Comparative Labor Law

Comparative Labor Law

Research Handbooks in Comparative Law series

Edited by Matthew W. Finkin and Guy Mundlak

Economic pressure and corporate policies, both transnational and domestic, have placed labor law under severe stress. National responses are so deeply embedded in institutions reflecting local traditions that meaningful comparison is daunting. This book assembles a team of experts from many countries, drawing on a rich variety of comparative methods to capture changes in different countries and regions, emerging trends and national divergences.

Chapter 14: Building BRICS of success?

Sean Cooney, Darcy du Toit, Roberto Fragale, Roger Ronnie and Kamala Sankaran

Subjects: law - academic, comparative law, labour, employment law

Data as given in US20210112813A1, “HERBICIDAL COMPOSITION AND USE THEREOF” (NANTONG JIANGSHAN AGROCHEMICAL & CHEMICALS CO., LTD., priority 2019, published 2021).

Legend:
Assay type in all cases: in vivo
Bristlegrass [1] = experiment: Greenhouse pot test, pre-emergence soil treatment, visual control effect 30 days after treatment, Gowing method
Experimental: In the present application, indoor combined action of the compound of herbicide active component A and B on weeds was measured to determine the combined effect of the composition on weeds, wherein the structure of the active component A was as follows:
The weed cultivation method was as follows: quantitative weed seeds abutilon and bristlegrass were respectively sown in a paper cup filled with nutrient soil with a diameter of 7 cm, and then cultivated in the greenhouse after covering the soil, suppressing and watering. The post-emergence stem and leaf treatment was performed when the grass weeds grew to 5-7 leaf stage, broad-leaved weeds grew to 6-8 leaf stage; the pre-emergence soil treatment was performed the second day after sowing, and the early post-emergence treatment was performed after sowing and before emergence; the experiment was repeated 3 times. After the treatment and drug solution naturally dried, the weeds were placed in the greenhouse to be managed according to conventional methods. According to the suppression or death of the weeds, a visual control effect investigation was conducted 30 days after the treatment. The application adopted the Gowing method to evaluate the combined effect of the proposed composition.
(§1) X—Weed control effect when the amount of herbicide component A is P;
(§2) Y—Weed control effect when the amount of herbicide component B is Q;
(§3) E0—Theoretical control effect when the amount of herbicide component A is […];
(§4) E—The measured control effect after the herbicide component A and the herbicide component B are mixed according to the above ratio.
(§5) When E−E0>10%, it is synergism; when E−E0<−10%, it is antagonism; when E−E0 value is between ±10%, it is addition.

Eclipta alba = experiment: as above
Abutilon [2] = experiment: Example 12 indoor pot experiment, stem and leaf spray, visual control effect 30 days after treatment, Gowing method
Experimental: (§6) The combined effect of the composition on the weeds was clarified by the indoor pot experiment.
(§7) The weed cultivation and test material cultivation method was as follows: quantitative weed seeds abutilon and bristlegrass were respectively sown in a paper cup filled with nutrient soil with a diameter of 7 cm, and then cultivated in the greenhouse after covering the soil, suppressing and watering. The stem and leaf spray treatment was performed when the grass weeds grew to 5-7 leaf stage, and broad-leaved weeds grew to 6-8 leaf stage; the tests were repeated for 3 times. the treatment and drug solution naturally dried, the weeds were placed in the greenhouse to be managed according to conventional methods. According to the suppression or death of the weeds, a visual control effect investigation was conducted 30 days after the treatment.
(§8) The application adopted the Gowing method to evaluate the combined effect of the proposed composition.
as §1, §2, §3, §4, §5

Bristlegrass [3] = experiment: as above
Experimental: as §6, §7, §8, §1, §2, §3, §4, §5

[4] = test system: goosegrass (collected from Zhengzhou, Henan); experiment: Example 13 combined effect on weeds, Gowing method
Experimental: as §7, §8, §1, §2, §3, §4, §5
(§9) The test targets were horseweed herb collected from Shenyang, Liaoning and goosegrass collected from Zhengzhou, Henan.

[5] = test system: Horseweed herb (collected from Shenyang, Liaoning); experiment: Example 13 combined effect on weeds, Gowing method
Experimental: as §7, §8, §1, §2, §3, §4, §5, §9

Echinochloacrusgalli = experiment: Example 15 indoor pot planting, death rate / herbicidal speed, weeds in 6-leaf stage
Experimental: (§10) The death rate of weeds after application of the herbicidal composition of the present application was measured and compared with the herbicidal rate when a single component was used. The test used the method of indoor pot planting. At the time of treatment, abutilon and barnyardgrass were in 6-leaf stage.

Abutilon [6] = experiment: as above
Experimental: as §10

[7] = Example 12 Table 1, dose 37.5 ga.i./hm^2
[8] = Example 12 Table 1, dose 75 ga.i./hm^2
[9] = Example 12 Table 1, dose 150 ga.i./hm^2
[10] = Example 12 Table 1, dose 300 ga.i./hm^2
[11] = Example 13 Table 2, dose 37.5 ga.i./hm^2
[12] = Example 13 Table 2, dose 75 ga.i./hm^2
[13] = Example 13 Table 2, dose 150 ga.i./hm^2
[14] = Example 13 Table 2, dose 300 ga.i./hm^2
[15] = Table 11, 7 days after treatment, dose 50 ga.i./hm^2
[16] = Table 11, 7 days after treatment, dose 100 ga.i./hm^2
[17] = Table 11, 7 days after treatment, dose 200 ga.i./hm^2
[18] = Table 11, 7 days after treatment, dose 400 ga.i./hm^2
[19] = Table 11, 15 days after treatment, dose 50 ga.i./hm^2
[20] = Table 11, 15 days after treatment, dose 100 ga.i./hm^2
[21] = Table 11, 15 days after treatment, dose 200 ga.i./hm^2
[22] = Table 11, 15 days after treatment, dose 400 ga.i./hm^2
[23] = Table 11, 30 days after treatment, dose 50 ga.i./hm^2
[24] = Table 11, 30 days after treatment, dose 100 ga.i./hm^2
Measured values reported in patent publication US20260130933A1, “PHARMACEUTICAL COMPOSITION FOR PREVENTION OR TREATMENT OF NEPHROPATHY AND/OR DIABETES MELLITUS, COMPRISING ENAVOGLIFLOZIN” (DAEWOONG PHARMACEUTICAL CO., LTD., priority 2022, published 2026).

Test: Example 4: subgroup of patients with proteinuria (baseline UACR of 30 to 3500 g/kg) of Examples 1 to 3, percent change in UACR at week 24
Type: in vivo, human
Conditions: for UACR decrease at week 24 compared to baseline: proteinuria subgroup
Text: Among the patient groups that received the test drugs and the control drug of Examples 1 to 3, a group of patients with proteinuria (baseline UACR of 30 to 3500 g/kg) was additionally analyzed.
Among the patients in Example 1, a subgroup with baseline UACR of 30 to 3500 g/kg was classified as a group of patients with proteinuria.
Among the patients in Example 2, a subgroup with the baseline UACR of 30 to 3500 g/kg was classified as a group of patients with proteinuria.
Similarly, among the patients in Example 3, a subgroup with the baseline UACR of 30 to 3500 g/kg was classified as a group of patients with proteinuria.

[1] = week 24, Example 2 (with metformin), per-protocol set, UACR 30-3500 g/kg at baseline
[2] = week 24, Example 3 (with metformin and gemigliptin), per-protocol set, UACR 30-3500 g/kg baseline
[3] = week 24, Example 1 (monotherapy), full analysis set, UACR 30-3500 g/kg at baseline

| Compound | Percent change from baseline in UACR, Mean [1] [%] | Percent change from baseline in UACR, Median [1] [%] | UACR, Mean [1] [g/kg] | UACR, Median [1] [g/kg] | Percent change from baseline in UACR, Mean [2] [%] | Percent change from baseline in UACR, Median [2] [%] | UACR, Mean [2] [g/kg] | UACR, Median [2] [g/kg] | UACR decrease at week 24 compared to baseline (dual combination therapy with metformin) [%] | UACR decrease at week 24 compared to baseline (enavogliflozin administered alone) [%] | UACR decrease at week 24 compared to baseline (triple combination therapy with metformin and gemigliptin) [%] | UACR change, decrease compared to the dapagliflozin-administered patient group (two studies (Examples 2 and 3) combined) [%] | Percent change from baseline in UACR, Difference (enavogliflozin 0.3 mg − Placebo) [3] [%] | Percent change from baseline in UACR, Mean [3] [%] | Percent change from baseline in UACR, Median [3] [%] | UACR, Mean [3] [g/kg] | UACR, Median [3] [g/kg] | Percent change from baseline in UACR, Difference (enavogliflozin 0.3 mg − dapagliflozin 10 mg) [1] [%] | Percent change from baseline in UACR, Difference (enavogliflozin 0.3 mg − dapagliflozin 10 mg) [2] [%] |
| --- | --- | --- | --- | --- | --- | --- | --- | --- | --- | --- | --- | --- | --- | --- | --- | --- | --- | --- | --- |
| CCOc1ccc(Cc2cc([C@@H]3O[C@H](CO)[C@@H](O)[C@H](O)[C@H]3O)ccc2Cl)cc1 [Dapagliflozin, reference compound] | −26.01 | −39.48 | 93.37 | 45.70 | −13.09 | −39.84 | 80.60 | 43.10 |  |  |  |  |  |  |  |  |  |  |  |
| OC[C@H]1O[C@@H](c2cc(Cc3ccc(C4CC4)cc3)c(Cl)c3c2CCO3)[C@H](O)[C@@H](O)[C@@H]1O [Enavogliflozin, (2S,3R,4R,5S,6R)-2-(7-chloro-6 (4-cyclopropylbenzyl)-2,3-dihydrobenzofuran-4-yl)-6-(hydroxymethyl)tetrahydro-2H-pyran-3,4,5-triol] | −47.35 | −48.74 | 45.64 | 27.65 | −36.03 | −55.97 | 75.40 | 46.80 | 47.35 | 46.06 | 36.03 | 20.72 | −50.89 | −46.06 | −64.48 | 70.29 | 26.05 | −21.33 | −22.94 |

This chapter explores the current regulatory challenges in four major countries whose economies have a very significant impact internationally. These countries are China, India, Brazil and South Africa – four of the so-called BRICS, the 2010 rephrased acronym used to refer to the emerging market economies of these four countries plus Russia, after South Africa joined in at its III Summit. The original group, named at the time BRIC, had gathered together in 2006 in order to have some common foreign policy guidelines. Unlike many countries in the developing world, these nations have the expertise, and the political and economic capacity, to determine the orientation of their labour laws. In the case of South Africa and China, in particular, they have made use of these circumstances to embark on many significant labour law reforms; unlike the recent experience of southern Europe, these have not been ‘deregulatory’. Despite the fact that the BRICS constitute a formal grouping, the first response of many readers may be that this discussion involves a comparison of apples and oranges. Undoubtedly their economies are very differently structured; their political trajectories vary enormously; and their legal frameworks have evolved from very different origins. Still, their growing importance in a globalised environment draws everyone’s consideration and stimulates a consideration of the nations as a group. Thus, for all their evident dissimilarities, we set out to investigate whether there is a cluster of similar problems relating to labour and employment law among four of the BRICS states.

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